The driver stayed on scene and put his jacket under Josh’s head. The driver said the sun made it difficult for him to see, said police. He will be cited for failure to yield to a pedestrian in a crosswalk, said Kirkland Police Department spokesperson Sgt. Rob Saloum.

Another woman called an ambulance and Guempel at work.

“Anytime you get that kind of a phone call your mind goes blank and you’re just freaking out,” said Guempel.

The first time her son was nearly hit, Guempel called the city on March 19.

A car had stopped to let Josh cross, but a truck behind the car didn’t. The truck rear-ended the car, which spun around and almost hit him, said Josh.

“My mom called the city to let people know to get signs that show the crosswalk is well used,” he said, noting that sometimes after school he has to wait up to 10 minutes for people to stop so he can cross Northeast 132nd Street. “I would like something to be done because I don’t want it to happen to someone else. I don’t want something to happen to my sister. I would rather have someone do something about it sooner rather than later.”

Guempel wants the same thing. In fact, in the past few years that her kids have walked to school, she has contacted the city several times to report the dangerous activity she has seen: “Police cars not stopping, school busses not stopping and cars going around the kids in the turn lane,” said Guempel, who has volunteered as a crossing guard near AG Bell Elementary for five years. “I’ve been flipped off. We’ll stand there with our arms in the air trying to get cars to stop. It’s amazing to me how many people are too busy or maybe the crosswalk is just not marked clear enough.”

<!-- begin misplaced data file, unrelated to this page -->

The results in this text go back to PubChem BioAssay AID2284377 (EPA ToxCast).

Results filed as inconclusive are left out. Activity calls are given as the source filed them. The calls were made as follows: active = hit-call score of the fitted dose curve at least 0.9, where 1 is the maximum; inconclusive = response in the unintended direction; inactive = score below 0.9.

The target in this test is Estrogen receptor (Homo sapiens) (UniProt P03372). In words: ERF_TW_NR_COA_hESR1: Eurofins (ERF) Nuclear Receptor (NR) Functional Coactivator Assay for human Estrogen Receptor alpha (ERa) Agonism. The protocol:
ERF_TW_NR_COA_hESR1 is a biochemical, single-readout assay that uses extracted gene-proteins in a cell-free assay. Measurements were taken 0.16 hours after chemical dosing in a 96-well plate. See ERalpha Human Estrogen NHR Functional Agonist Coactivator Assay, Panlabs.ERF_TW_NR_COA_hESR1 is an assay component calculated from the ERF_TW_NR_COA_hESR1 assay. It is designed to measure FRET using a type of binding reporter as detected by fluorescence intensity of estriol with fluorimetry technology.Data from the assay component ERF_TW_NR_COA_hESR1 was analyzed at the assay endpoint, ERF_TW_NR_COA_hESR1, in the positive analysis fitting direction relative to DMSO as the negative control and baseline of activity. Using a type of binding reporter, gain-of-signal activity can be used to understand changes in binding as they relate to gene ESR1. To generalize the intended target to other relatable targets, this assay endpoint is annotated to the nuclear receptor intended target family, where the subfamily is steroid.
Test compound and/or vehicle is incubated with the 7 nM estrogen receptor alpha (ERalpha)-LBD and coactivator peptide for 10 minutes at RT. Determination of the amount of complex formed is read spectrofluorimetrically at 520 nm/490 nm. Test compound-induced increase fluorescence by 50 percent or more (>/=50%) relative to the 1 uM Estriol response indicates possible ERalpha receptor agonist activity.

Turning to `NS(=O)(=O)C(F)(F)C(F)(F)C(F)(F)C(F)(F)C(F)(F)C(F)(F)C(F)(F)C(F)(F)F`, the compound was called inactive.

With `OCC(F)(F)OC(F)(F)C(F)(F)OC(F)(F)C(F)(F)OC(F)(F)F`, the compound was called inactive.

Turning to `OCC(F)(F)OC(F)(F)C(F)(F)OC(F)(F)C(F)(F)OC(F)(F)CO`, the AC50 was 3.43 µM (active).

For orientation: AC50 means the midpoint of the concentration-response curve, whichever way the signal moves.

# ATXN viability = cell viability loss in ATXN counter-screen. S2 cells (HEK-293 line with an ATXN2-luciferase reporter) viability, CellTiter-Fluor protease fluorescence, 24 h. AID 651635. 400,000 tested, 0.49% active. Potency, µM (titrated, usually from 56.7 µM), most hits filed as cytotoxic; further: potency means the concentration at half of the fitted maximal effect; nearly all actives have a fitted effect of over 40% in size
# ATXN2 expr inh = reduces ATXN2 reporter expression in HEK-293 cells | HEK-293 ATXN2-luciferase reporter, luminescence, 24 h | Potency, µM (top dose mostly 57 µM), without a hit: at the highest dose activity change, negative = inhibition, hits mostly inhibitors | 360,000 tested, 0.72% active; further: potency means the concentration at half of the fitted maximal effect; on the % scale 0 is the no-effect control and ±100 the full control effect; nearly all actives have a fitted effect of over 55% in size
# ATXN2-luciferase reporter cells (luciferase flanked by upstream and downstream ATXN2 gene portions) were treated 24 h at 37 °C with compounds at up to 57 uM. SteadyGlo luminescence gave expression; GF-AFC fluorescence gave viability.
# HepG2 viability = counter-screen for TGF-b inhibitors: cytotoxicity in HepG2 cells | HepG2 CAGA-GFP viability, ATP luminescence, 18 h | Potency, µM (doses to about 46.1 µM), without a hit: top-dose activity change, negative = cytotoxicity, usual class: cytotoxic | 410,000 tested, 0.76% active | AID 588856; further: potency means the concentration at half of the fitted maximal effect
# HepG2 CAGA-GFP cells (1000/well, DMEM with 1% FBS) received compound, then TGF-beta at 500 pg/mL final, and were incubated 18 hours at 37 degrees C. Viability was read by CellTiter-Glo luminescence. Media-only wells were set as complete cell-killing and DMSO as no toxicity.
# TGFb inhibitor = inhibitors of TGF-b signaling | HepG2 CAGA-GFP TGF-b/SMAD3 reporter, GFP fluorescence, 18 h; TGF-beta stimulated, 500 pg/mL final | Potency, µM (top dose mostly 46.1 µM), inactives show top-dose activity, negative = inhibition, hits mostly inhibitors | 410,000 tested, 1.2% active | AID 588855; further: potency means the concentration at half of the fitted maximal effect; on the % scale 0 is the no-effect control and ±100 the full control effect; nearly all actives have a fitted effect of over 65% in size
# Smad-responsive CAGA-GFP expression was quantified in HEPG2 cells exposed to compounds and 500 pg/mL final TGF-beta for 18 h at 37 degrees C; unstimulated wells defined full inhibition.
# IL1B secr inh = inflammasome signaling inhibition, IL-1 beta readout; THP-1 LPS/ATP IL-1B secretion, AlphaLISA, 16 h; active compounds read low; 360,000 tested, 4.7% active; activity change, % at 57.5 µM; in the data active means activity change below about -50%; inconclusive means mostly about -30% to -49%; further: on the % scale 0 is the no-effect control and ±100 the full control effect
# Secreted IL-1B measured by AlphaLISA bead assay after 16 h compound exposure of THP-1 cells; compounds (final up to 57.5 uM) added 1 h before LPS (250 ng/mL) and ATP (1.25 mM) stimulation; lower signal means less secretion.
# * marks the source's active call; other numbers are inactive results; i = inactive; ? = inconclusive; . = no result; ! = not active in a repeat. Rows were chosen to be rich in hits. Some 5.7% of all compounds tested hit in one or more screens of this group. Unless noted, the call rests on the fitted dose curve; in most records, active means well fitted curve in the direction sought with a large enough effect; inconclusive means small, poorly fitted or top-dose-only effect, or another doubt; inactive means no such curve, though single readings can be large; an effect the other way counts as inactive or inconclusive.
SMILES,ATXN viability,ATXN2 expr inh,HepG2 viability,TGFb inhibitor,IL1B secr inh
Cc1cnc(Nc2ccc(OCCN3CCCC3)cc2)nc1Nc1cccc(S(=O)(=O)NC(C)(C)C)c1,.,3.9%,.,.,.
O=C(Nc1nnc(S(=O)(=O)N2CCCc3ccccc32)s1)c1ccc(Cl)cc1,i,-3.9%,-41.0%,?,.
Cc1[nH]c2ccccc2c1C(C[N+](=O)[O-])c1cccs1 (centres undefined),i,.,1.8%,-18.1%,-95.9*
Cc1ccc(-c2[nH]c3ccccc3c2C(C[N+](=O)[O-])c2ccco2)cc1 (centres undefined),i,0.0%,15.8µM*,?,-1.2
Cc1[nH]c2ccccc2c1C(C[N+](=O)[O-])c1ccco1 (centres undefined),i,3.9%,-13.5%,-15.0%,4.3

According to a 2007 city traffic analysis study, the average weekday traffic along the arterial ranges from 12,000-20,000 vehicles per day. Out of 32 cross streets along the two-mile stretch, only eight of the intersections are signalized, including the intersection at Juanita High School, according to a street master study.

City collision data from 2001-2006 shows that most locations along the Northeast 132nd Street corridor have less than three accidents per year.

However, Saloum said pedestrian accidents along that corridor are "pretty rare."

"Historically, we get more pedestrian accidents in the downtown core than we do on that street," said Saloum.

The day after her son was hit, Guempel said a city crew came out and cut overhanging tree branches near the lane of the accident. But cutting branches isn’t what she’s after, she said.

“I would think that someone would have called me back right away, especially if a child was hit,” she said. “I would think more should be done than just cutting branches the next day. I would think there would be some sincere thoughts from the city and something done or showing me something’s going to be done.”

David Godfrey, transportation engineering manager for the city’s Public Works Department, said the city’s typical process for handling citizen complaints is to call them back and try to find a solution.

“We should have called her back, but we didn’t,” said Godfrey. “We just didn’t do a good job of getting back to her on that.”